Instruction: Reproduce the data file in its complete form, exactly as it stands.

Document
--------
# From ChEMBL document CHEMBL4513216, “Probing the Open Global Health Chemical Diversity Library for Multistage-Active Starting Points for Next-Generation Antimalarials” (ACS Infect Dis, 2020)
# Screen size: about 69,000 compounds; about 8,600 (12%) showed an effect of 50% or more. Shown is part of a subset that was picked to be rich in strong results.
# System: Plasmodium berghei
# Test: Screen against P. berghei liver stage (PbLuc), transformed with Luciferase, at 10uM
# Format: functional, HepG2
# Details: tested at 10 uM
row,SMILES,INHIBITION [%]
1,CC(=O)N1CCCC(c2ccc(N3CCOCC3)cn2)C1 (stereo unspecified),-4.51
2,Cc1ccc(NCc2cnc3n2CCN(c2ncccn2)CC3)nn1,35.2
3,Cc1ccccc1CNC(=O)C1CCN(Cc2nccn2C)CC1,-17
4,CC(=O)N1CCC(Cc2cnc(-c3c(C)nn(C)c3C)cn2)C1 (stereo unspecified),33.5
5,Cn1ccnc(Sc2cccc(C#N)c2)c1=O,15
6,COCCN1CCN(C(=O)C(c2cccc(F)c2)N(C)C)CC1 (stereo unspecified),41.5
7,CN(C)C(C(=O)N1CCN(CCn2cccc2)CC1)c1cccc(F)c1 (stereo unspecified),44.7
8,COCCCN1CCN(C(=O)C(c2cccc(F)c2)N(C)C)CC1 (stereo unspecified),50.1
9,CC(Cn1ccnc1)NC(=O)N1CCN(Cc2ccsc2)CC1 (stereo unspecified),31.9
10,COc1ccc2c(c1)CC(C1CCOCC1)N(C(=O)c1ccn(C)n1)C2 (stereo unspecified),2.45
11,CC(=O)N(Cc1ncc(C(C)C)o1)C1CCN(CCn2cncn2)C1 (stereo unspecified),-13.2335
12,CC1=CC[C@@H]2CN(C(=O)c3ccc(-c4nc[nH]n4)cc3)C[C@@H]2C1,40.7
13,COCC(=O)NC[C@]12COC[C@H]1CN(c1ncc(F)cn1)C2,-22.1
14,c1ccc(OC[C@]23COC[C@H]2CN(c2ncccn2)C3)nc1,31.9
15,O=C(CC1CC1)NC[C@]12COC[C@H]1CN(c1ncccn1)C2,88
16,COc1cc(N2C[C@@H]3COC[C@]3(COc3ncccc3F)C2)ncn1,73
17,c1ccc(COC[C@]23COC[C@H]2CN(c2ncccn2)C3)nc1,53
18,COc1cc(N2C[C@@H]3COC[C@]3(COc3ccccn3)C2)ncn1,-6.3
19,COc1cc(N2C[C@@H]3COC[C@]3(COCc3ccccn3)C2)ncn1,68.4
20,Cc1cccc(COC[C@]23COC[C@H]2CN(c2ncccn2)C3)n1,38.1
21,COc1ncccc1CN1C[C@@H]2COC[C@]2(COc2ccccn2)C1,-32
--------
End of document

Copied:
# From ChEMBL document CHEMBL4513216, “Probing the Open Global Health Chemical Diversity Library for Multistage-Active Starting Points for Next-Generation Antimalarials” (ACS Infect Dis, 2020)
# Screen size: about 69,000 compounds; about 8,600 (12%) showed an effect of 50% or more. Shown is part of a subset that was picked to be rich in strong results.
# System: Plasmodium berghei
# Test: Screen against P. berghei liver stage (PbLuc), transformed with Luciferase, at 10uM
# Format: functional, HepG2
# Details: tested at 10 uM
row,SMILES,INHIBITION [%]
1,CC(=O)N1CCCC(c2ccc(N3CCOCC3)cn2)C1 (stereo unspecified),-4.51
2,Cc1ccc(NCc2cnc3n2CCN(c2ncccn2)CC3)nn1,35.2
3,Cc1ccccc1CNC(=O)C1CCN(Cc2nccn2C)CC1,-17
4,CC(=O)N1CCC(Cc2cnc(-c3c(C)nn(C)c3C)cn2)C1 (stereo unspecified),33.5
5,Cn1ccnc(Sc2cccc(C#N)c2)c1=O,15
6,COCCN1CCN(C(=O)C(c2cccc(F)c2)N(C)C)CC1 (stereo unspecified),41.5
7,CN(C)C(C(=O)N1CCN(CCn2cccc2)CC1)c1cccc(F)c1 (stereo unspecified),44.7
8,COCCCN1CCN(C(=O)C(c2cccc(F)c2)N(C)C)CC1 (stereo unspecified),50.1
9,CC(Cn1ccnc1)NC(=O)N1CCN(Cc2ccsc2)CC1 (stereo unspecified),31.9
10,COc1ccc2c(c1)CC(C1CCOCC1)N(C(=O)c1ccn(C)n1)C2 (stereo unspecified),2.45
11,CC(=O)N(Cc1ncc(C(C)C)o1)C1CCN(CCn2cncn2)C1 (stereo unspecified),-13.2335
12,CC1=CC[C@@H]2CN(C(=O)c3ccc(-c4nc[nH]n4)cc3)C[C@@H]2C1,40.7
13,COCC(=O)NC[C@]12COC[C@H]1CN(c1ncc(F)cn1)C2,-22.1
14,c1ccc(OC[C@]23COC[C@H]2CN(c2ncccn2)C3)nc1,31.9
15,O=C(CC1CC1)NC[C@]12COC[C@H]1CN(c1ncccn1)C2,88
16,COc1cc(N2C[C@@H]3COC[C@]3(COc3ncccc3F)C2)ncn1,73
17,c1ccc(COC[C@]23COC[C@H]2CN(c2ncccn2)C3)nc1,53
18,COc1cc(N2C[C@@H]3COC[C@]3(COc3ccccn3)C2)ncn1,-6.3
19,COc1cc(N2C[C@@H]3COC[C@]3(COCc3ccccn3)C2)ncn1,68.4
20,Cc1cccc(COC[C@]23COC[C@H]2CN(c2ncccn2)C3)n1,38.1
21,COc1ncccc1CN1C[C@@H]2COC[C@]2(COc2ccccn2)C1,-32